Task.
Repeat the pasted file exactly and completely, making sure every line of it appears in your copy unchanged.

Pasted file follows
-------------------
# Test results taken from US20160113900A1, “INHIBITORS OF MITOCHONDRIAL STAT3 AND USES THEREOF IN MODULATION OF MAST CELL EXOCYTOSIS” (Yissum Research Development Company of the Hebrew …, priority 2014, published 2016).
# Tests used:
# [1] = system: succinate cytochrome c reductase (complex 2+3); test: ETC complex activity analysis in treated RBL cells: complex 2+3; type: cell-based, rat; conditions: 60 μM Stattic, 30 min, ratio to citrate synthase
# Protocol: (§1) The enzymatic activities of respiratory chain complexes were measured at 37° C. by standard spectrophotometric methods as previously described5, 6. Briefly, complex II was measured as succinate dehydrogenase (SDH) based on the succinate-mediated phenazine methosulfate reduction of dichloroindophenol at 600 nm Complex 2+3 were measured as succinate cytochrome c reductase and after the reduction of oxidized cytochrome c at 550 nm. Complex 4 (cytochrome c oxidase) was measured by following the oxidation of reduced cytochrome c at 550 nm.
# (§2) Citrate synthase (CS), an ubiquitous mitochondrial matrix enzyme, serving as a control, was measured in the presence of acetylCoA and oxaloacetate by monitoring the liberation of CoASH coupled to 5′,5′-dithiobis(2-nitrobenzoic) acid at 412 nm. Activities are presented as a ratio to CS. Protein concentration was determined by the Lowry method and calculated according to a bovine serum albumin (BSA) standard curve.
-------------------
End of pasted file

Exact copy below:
# Test results taken from US20160113900A1, “INHIBITORS OF MITOCHONDRIAL STAT3 AND USES THEREOF IN MODULATION OF MAST CELL EXOCYTOSIS” (Yissum Research Development Company of the Hebrew …, priority 2014, published 2016).
# Tests used:
# [1] = system: succinate cytochrome c reductase (complex 2+3); test: ETC complex activity analysis in treated RBL cells: complex 2+3; type: cell-based, rat; conditions: 60 μM Stattic, 30 min, ratio to citrate synthase
# Protocol: (§1) The enzymatic activities of respiratory chain complexes were measured at 37° C. by standard spectrophotometric methods as previously described5, 6. Briefly, complex II was measured as succinate dehydrogenase (SDH) based on the succinate-mediated phenazine methosulfate reduction of dichloroindophenol at 600 nm Complex 2+3 were measured as succinate cytochrome c reductase and after the reduction of oxidized cytochrome c at 550 nm. Complex 4 (cytochrome c oxidase) was measured by following the oxidation of reduced cytochrome c at 550 nm.
# (§2) Citrate synthase (CS), an ubiquitous mitochondrial matrix enzyme, serving as a control, was measured in the presence of acetylCoA and oxaloacetate by monitoring the liberation of CoASH coupled to 5′,5′-dithiobis(2-nitrobenzoic) acid at 412 nm. Activities are presented as a ratio to CS. Protein concentration was determined by the Lowry method and calculated according to a bovine serum albumin (BSA) standard curve.